The Panama Canal, completed in 1914, stretches 50 mi across the narrowest point of the isthmus between the Caribbean Sea and the Pacific Ocean (because Panama is oriented east-west, the canal runs north-south). It's an incredible marvel of engineering, but it's also a liquid highway of commerce flanked by a fabulous rain forest.
You can see the Panama Canal from land, but I recommend making a trip through the waterway. Many people do so as part of a cruise-ship passage, but tour companies in Panama offer canal excursions on smaller boats, which give the best opportunities for seeing wildlife on the banks and of viewing the locks up close. (Tours are often scheduled only on weekends and take place more regularly December-April.)
No matter the size of the vessel, traversing the entire canal is an extraordinary experience. You'll probably want to stay on deck or on your balcony most of the time to observe the Panamanian countryside as well as to hear the bilingual canal guide describing the passage and recounting the canal's fascinating history.
The most common way to enter the canal on a cruise ship is from the Caribbean, near the port of Colon. Ships coming from the Pacific enter the canal near the port of Balboa. Whichever side you enter, your ship will likely spend some time waiting in locks. At any one time, there may be as many as 50 ships waiting to transit, and several ships may be in transit in each direction at the same time; normally all transiting ships travel in one direction in the morning, while in the afternoon ships bound in the other direction transit. Each ship is steered through the canal by a pilot from the Panama Canal Authority (the canal has been operated by Panamanians since 1999). It's also interesting to watch the canal workers.
After passing through Gatun Locks, southbound ships enter man-made Gatun Lake, which covers more than 160 sq mi, making it one of the world's largest artificial lakes; it is also an integral part of the canal passage. Largely undeveloped, Gatun is rich in wildlife: As your ship sails around islands that were once hilltops, you're likely to see lots of birds. (Take good binoculars.) Crocodiles can sometimes be seen raising their snouts ever so slightly from the water.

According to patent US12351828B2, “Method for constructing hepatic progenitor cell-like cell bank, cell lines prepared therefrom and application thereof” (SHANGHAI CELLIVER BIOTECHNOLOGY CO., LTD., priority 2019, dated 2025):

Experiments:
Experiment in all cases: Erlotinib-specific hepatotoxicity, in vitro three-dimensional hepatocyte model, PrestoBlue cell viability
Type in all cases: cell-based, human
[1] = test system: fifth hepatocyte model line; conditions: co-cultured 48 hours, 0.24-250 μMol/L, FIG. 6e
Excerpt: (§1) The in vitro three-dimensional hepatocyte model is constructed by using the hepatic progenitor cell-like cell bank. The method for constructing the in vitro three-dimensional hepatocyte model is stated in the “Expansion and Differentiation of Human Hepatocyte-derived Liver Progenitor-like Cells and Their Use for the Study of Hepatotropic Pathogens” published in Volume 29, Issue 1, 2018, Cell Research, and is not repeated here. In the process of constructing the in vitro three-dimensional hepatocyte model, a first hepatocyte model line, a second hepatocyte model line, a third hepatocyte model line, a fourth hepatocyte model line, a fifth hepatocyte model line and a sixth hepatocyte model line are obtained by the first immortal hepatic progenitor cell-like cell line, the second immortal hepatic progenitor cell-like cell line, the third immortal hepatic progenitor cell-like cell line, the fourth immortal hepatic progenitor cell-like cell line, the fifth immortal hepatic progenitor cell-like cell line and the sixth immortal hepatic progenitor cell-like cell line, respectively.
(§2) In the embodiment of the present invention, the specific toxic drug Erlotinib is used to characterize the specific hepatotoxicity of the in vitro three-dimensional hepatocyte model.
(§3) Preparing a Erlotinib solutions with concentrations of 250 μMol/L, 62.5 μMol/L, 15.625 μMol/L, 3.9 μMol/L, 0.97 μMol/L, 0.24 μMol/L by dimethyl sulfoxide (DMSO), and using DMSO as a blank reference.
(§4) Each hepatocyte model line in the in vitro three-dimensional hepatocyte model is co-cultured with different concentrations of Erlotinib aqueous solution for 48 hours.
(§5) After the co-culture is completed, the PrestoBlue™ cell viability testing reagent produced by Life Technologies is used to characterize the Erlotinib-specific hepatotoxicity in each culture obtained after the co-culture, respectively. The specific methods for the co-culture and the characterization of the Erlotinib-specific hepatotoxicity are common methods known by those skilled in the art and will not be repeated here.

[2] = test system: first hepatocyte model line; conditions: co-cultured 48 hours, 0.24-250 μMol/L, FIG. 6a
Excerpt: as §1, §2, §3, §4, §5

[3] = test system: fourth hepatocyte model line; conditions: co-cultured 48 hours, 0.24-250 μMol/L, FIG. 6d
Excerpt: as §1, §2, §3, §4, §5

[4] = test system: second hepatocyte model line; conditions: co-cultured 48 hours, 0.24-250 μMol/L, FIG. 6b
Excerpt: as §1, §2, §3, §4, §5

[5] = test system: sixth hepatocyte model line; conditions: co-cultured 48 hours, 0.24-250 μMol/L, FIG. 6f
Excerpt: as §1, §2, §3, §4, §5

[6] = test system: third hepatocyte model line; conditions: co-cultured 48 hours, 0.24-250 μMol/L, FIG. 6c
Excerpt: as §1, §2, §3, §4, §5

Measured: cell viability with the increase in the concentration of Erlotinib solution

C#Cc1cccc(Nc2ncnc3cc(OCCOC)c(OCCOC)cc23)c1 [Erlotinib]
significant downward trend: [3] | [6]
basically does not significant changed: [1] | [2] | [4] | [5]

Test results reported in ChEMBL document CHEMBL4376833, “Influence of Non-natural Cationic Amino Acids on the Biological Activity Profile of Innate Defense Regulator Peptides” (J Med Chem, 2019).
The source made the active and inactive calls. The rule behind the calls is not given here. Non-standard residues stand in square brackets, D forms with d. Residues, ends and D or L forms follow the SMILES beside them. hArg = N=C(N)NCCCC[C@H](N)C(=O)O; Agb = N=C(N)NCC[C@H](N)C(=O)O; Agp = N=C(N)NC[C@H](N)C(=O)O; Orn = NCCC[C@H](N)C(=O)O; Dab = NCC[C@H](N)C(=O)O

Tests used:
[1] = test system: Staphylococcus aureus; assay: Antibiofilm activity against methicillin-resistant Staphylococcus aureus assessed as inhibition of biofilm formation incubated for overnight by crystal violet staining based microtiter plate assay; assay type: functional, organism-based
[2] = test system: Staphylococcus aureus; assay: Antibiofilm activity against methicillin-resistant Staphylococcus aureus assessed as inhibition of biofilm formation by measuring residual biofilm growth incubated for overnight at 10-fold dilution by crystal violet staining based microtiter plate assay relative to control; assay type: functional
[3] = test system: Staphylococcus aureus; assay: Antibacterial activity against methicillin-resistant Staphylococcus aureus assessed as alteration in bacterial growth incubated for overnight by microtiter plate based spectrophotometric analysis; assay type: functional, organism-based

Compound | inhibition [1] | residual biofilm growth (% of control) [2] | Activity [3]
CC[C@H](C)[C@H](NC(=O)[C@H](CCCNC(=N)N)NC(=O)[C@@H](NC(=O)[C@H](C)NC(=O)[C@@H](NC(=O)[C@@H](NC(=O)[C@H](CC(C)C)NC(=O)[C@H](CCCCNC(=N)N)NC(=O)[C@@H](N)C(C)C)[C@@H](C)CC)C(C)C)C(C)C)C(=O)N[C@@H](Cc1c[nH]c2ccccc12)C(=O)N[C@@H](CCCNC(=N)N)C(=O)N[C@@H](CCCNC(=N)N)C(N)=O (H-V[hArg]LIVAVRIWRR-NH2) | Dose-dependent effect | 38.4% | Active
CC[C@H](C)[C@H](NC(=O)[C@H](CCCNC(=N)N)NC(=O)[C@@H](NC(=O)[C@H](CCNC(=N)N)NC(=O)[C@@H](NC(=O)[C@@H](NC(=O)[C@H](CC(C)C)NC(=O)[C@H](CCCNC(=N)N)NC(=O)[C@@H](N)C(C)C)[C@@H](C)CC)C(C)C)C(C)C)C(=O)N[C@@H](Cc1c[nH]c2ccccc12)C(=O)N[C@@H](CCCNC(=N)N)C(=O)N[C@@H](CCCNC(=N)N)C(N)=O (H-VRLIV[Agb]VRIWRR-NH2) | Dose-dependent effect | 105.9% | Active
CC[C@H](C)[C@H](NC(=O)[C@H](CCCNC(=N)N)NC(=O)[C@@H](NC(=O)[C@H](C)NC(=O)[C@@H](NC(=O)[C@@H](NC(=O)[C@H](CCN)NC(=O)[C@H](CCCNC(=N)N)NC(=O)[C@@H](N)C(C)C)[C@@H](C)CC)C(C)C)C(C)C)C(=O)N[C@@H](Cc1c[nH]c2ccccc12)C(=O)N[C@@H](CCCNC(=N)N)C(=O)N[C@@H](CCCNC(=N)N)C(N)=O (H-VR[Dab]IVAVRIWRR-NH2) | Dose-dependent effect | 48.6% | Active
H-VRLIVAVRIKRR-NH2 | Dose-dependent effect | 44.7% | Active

Ships cross all 24 mi of Gatun Lake to Gaillard Cut, a V-shaped channel that was carved from rock. This section of the canal through the Continental Divide was the most difficult to construct—it required excavating hundreds of millions of cubic yards of rock and dirt. Three separate lock systems (Gatun, on the Caribbean side; and Miraflores and Pedro Miguel, on the Pacific side) raise and lower ships 280 ft to the level of Gatun Lake and back again to sea level.
Ships enter six chambers in all during their passage. Each chamber is 1,000 ft long and 100 ft wide and is paralleled by a twin lock (hence there are 12 chambers in all), permitting passage of two ships simultaneously. The chambers are filled and emptied by gravity, with 52 million gallons of fresh water being flushed out to sea with every ship's passage.
Most cruise ships pass through the canal during the day, when passengers can appreciate the natural beauty of the countryside and Gatun Lake. But a night crossing won't be disappointing: Lights reflecting in the water and the shadowy shapes of other ships gliding by lend an eerie, almost dreamlike quality to the experience.
From land, the canal is best appreciated from the Miraflores Visitors Center. This three-story structure features an exciting and edifying museum, and viewing stands with live narration of the canal operation.
In 2007, work began on construction on a new set of locks parallel to the existing ones, in a massive project called the Third Set of Locks, the most expensive initiative ever launched in Central America. The new locks permit passage of post-Panama ships (ships too large to fit through the existing locks). The project was completed in 2016 and can be seen as you pass along side during a full transit.
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Courtesy of: Darla Logsdon
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